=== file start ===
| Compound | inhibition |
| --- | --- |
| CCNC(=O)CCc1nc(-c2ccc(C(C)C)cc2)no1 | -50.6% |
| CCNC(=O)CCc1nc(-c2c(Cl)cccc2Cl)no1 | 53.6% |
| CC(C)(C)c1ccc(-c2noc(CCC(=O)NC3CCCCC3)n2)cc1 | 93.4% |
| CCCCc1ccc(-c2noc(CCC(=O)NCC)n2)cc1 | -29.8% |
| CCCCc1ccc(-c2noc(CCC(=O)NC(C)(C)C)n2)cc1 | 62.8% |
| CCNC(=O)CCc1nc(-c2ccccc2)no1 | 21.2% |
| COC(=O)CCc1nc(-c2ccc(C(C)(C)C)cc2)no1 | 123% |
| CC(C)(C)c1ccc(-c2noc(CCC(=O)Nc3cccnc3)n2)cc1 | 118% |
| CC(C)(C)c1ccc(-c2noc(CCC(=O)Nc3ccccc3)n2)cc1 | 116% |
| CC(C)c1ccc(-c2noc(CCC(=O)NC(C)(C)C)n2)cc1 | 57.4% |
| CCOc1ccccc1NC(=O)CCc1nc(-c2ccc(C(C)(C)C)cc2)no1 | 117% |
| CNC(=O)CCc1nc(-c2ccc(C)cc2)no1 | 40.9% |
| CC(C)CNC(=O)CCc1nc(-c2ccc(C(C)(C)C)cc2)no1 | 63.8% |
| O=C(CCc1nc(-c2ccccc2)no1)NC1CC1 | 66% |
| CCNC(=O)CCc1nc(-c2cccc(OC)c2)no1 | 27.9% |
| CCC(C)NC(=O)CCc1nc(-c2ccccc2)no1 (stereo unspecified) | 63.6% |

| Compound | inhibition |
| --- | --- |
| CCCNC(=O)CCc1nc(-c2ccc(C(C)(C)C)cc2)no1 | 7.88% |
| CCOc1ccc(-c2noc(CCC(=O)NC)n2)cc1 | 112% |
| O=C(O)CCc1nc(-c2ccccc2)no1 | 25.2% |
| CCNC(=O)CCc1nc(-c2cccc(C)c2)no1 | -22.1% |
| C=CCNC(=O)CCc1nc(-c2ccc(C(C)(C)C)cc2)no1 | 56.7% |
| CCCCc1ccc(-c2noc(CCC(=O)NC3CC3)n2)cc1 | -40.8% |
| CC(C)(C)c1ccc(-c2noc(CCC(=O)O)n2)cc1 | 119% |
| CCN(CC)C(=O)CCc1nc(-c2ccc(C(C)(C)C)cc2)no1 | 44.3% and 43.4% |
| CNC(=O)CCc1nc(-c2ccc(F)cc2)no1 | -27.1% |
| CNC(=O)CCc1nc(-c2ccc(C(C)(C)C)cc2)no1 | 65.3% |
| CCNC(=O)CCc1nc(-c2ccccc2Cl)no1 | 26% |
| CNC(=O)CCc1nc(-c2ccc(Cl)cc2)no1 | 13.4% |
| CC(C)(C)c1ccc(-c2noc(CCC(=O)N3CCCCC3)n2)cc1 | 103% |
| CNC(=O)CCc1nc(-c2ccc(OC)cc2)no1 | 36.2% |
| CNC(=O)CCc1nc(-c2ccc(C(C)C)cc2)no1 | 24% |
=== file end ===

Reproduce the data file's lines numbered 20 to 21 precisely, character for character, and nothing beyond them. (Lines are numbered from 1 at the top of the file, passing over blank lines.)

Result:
| --- | --- |
| CCCNC(=O)CCc1nc(-c2ccc(C(C)(C)C)cc2)no1 | 7.88% |